- You may be responsible for keeping your property clean as it affects the entire property’s value
Condo vs. Townhouse Resale Value
Many people purchase a condo or townhouse with the intent of buying another home in the future. Because of this, resale value is an important factor to consider before finalizing a purchase.
Your condo or townhouse’s resale value is affected by a number of factors, including:
- the type of condo or townhouse
- market attributes, like whether it’s a buyer’s or seller’s market
- the value of surrounding condos or townhouses
- the geographic area/climate/sprawl
Generally, appreciation rates for condos and townhouses are a little slower in terms of growing value compared to single-family houses. But this is rapidly changing since more and more millennials are settling for condos and townhouses so they can start owning a home now instead of waiting for another few years.
Remember, the resale value of your condo or townhouse is dependent on the quality of the individual unit plus the quality of the common areas. Because of this, condos often have better resale value if their homeowners’ association does a stellar job of keeping common areas clean.
On the flip side, the resale value of a townhouse may be higher or lower than a comparable condo, depending on how well you take care of your individual unit and how well your neighbors take care of theirs.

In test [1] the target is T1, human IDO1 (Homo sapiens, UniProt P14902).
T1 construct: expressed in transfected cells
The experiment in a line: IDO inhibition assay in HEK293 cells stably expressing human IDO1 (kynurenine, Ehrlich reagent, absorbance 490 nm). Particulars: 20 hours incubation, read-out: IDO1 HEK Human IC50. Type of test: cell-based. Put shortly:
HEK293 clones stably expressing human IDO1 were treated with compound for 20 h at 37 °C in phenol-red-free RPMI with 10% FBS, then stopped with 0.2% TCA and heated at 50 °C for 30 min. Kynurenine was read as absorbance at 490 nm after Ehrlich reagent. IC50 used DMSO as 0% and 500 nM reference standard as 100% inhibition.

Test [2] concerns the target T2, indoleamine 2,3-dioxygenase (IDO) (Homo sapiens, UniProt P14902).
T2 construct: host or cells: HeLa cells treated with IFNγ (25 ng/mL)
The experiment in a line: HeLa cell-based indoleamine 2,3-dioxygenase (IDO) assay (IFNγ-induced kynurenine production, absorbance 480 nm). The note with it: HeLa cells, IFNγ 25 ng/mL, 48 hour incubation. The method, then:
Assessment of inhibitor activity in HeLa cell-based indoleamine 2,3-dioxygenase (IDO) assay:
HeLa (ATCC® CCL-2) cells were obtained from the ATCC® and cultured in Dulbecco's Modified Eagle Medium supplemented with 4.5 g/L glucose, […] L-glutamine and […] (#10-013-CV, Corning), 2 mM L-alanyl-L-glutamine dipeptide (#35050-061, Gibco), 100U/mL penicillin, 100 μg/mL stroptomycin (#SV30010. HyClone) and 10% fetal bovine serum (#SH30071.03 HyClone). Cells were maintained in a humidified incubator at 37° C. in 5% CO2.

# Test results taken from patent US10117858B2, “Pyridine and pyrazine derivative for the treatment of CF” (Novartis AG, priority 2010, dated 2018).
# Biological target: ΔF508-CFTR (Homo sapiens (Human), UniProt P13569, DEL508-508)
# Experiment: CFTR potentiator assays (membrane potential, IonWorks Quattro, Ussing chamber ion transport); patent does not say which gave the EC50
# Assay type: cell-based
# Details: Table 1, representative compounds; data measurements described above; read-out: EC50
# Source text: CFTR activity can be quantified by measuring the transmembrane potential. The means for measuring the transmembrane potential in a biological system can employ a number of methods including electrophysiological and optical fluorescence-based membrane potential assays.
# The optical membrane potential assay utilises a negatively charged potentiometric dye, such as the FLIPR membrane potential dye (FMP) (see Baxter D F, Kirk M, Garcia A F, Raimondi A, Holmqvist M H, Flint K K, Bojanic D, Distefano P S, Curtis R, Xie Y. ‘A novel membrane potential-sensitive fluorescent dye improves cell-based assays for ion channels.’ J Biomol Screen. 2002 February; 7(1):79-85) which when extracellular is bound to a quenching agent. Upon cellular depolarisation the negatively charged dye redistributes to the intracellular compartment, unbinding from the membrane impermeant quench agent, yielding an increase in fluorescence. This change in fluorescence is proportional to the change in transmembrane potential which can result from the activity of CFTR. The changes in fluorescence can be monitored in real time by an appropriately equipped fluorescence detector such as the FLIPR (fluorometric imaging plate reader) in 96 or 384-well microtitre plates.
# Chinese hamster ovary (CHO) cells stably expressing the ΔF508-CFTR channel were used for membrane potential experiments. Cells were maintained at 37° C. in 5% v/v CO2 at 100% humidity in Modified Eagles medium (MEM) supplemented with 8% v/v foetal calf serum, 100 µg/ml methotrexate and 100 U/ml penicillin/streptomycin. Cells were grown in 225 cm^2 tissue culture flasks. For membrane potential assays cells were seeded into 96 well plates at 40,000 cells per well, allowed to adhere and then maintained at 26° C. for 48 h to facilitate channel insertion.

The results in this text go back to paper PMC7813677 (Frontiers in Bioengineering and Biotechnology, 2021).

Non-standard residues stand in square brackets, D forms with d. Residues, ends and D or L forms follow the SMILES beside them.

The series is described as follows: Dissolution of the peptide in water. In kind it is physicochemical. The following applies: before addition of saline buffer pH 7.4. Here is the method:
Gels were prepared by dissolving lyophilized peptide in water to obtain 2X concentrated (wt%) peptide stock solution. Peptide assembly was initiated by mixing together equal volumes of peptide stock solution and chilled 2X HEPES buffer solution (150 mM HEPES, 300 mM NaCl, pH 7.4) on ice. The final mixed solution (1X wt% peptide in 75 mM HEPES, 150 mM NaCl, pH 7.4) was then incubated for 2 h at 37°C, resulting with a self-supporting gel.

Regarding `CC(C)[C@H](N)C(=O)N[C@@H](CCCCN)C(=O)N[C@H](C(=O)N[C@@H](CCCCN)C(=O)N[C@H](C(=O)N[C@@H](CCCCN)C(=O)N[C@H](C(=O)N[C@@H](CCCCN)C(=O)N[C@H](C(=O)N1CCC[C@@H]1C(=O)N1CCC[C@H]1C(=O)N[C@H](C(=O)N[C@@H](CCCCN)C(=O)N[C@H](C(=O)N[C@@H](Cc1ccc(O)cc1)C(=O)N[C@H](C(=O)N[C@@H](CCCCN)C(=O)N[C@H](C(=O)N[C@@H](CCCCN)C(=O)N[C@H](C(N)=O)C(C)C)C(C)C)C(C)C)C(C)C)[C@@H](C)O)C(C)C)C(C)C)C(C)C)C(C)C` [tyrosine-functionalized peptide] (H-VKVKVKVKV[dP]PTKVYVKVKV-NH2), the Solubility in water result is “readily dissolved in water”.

Perks and Security of Condos and Townhouses
Lastly, be sure to consider the differences between condos and townhouses in terms of their perks. Since condos usually have more common areas, these areas are more affected by a homeowners association’s dedication and pooled income.
Condos usually have better community resources and perks, including better gyms, pools, and clubhouses. That’s because it’s assumed the individuals in the assorted condos will take advantage of these perks more often.
On the flip side, townhouses may have a few perks or shared common spaces, but these are usually less impressive or luxurious. But townhouse owners don’t have to pay as many fees for spaces they may not even be interested in using.
In terms of security, condos can be more secure than townhouses, again due to the greater pooled income from the owner/tenants. However, townhouse owners can take greater charge of their own security since they own the exteriors of their buildings instead of being restricted to whatever the homeowners association deems appropriate.
Ultimately, both condos and townhouses offer alternative routes to homeownership, aside from getting a traditional, single-family home. More and more millennials are looking into these options due to their affordability and convenience, primarily since excellent condo and townhouse properties can be found close to metropolitan areas where high-paying work is easier to maintain.
Both condos and townhouses can be rewarding if you choose the type of home that best suits your budget, needs, and sense of collective community. Condos are likely better for those with a desire for a more “tight-knit neighborhood” feel, while townhouses are more suitable for more independent-minded homeowners.